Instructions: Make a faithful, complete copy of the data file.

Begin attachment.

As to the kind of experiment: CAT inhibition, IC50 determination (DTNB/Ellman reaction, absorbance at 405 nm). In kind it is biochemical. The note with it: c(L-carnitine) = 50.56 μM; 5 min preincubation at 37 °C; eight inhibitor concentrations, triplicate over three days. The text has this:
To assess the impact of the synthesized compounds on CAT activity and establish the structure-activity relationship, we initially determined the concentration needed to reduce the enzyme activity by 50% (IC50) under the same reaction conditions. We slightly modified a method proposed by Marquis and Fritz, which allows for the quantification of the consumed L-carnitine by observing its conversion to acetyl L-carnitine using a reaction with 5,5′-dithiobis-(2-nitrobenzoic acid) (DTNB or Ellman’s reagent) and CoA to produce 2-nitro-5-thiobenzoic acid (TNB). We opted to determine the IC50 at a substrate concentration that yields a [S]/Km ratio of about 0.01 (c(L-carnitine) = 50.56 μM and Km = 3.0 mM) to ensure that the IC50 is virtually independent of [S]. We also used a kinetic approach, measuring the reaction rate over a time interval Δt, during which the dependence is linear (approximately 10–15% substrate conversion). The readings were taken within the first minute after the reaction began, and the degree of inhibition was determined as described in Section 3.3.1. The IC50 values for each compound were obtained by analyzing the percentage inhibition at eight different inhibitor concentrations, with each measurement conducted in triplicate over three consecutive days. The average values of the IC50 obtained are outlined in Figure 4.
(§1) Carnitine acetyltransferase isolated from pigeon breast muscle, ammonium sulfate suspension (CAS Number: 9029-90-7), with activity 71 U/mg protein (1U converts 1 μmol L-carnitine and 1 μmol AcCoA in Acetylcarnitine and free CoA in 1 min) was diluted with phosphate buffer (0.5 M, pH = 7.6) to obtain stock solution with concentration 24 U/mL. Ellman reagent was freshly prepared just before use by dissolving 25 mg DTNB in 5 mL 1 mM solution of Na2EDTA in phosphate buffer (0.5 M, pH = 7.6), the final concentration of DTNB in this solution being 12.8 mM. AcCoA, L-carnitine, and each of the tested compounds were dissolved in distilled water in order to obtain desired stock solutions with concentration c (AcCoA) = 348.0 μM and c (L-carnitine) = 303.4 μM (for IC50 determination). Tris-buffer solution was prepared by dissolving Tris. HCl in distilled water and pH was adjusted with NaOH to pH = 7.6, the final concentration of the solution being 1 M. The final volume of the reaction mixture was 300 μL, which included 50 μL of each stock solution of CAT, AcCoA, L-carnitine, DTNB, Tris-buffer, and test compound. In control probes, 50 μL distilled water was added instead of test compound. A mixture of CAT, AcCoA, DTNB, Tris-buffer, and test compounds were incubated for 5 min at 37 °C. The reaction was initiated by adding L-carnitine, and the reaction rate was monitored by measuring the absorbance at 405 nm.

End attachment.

As to the kind of experiment: CAT inhibition, IC50 determination (DTNB/Ellman reaction, absorbance at 405 nm). In kind it is biochemical. The note with it: c(L-carnitine) = 50.56 μM; 5 min preincubation at 37 °C; eight inhibitor concentrations, triplicate over three days. The text has this:
To assess the impact of the synthesized compounds on CAT activity and establish the structure-activity relationship, we initially determined the concentration needed to reduce the enzyme activity by 50% (IC50) under the same reaction conditions. We slightly modified a method proposed by Marquis and Fritz, which allows for the quantification of the consumed L-carnitine by observing its conversion to acetyl L-carnitine using a reaction with 5,5′-dithiobis-(2-nitrobenzoic acid) (DTNB or Ellman’s reagent) and CoA to produce 2-nitro-5-thiobenzoic acid (TNB). We opted to determine the IC50 at a substrate concentration that yields a [S]/Km ratio of about 0.01 (c(L-carnitine) = 50.56 μM and Km = 3.0 mM) to ensure that the IC50 is virtually independent of [S]. We also used a kinetic approach, measuring the reaction rate over a time interval Δt, during which the dependence is linear (approximately 10–15% substrate conversion). The readings were taken within the first minute after the reaction began, and the degree of inhibition was determined as described in Section 3.3.1. The IC50 values for each compound were obtained by analyzing the percentage inhibition at eight different inhibitor concentrations, with each measurement conducted in triplicate over three consecutive days. The average values of the IC50 obtained are outlined in Figure 4.
(§1) Carnitine acetyltransferase isolated from pigeon breast muscle, ammonium sulfate suspension (CAS Number: 9029-90-7), with activity 71 U/mg protein (1U converts 1 μmol L-carnitine and 1 μmol AcCoA in Acetylcarnitine and free CoA in 1 min) was diluted with phosphate buffer (0.5 M, pH = 7.6) to obtain stock solution with concentration 24 U/mL. Ellman reagent was freshly prepared just before use by dissolving 25 mg DTNB in 5 mL 1 mM solution of Na2EDTA in phosphate buffer (0.5 M, pH = 7.6), the final concentration of DTNB in this solution being 12.8 mM. AcCoA, L-carnitine, and each of the tested compounds were dissolved in distilled water in order to obtain desired stock solutions with concentration c (AcCoA) = 348.0 μM and c (L-carnitine) = 303.4 μM (for IC50 determination). Tris-buffer solution was prepared by dissolving Tris. HCl in distilled water and pH was adjusted with NaOH to pH = 7.6, the final concentration of the solution being 1 M. The final volume of the reaction mixture was 300 μL, which included 50 μL of each stock solution of CAT, AcCoA, L-carnitine, DTNB, Tris-buffer, and test compound. In control probes, 50 μL distilled water was added instead of test compound. A mixture of CAT, AcCoA, DTNB, Tris-buffer, and test compounds were incubated for 5 min at 37 °C. The reaction was initiated by adding L-carnitine, and the reaction rate was monitored by measuring the absorbance at 405 nm.